The writing has been on the wall for a while now, but Jones has finally decided to end his historically great career. He was able to do so on his own terms, which is not something many players get to do. Even great ones. He’ll also retire having never playing for a team other than the Braves, and it’s very rare to see great players stay with one team for their entire career during the age of free agency. The Braves are losing a great player and an icon, but the fans will be able to give Chipper a proper send-off later this season now that he’s has announced his decision.



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Mike writes about the Yankees at River Ave. Blues and baseball in general at CBS Sports.



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dbake005
Member
dbake005

One of the best of all time, and one of the biggest folk-hero types in the south. Every kid in the south, at some point, probably wanted to be Chipper Jones. And when you think about it, who the hell can blame them?

JimNYC
Guest
JimNYC

It was only three or four years ago that I started hearing about him as a truly “great” player… yeah, he won an MVP for the Braves, but so did Terry Pendleton. I never thought of him as as big a part of those great Braves teams as David Justice, Fred McGriff, or Ryan Klesko.

In retrospect, his career numbers are mighty impressive, but while he was playing, he was like a less-well-known version of Brian Giles — putting up outstanding numbers without anybody really noticing.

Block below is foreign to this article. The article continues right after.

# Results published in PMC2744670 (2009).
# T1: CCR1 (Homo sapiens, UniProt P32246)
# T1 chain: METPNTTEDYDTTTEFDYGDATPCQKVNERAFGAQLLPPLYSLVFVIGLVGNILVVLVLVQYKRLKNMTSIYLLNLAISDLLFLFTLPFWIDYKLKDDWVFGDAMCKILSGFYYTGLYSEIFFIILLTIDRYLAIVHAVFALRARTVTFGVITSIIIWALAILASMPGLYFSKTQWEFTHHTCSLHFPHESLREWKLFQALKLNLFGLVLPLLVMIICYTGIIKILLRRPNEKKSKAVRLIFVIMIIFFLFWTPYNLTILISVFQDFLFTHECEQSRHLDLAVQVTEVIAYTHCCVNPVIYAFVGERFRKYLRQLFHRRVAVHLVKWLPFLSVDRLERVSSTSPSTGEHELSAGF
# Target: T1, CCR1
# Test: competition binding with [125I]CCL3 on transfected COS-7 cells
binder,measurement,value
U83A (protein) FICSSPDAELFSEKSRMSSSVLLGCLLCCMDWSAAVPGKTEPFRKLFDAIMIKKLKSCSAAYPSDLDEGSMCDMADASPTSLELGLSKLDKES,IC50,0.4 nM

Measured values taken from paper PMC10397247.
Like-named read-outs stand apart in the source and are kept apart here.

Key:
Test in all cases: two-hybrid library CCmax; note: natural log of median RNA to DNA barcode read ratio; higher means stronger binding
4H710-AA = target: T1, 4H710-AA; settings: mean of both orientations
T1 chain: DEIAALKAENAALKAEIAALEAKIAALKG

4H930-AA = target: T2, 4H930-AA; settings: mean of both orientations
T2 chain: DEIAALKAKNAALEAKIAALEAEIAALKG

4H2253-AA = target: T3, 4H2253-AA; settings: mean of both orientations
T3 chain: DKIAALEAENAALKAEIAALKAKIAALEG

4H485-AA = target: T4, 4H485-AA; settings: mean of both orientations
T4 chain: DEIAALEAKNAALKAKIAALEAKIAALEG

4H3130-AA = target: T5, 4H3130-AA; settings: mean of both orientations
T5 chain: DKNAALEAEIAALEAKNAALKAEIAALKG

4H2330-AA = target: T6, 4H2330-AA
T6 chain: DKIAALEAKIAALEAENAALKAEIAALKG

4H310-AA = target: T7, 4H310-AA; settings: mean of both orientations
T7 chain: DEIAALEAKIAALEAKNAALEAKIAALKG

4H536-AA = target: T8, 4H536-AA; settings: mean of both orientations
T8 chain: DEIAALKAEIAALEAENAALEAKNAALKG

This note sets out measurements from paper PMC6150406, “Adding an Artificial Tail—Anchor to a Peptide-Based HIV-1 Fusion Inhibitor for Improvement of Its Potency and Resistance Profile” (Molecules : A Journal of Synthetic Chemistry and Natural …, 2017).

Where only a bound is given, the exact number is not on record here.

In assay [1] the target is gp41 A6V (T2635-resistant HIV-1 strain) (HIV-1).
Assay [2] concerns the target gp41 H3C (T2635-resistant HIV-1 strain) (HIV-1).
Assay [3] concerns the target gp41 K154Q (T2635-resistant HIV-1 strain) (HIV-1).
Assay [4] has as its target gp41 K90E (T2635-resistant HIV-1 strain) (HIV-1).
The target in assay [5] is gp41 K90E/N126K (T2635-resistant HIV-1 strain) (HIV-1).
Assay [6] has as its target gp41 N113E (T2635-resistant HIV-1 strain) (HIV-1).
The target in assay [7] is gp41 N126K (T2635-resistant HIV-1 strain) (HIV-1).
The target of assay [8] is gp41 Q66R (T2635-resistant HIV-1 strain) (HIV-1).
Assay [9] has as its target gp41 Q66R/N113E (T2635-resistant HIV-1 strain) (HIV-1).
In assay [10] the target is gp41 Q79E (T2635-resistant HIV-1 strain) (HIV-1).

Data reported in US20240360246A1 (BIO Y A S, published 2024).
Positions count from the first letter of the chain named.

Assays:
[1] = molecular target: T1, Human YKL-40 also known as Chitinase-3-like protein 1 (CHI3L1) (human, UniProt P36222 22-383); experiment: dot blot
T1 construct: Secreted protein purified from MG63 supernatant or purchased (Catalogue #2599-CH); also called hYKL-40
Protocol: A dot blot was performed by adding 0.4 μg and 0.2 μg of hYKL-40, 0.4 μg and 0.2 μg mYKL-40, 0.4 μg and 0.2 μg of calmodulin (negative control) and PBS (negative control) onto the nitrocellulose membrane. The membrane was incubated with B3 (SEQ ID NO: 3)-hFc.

It’ll be interesting to see whether his numbers can trump his anonymity when HOF ballot comes up.

cream
Guest
cream

As the article says, he’s a slam-dunk 1st ballot guy. While he was never flashy or attracted attention like an A-rod, he’s not cloaked in anonymity.

I’m not sure where you were, but Chipper’s always gotten his due in the Southeast.

steven
Guest
steven

He no doubt deserves to be a first ballot hall of famer, but if he hadn’t won that MVP? I don’t know that he would be.

TK
Guest
TK

“less-well-known version of Brian Giles”

I’m not going to feed the troll.

JimNYC
Guest
JimNYC

TK: I’ll admit; I’ve seen Chipper Jones play a grand total of twice in my life (in the ’96 WS and again in the ’99 WS). I’m exclusively an American League fan, so the goings on over in the senior circuit tend to not get picked up by me, and my exposure to National League players tends to be entirely based on writings in the national media.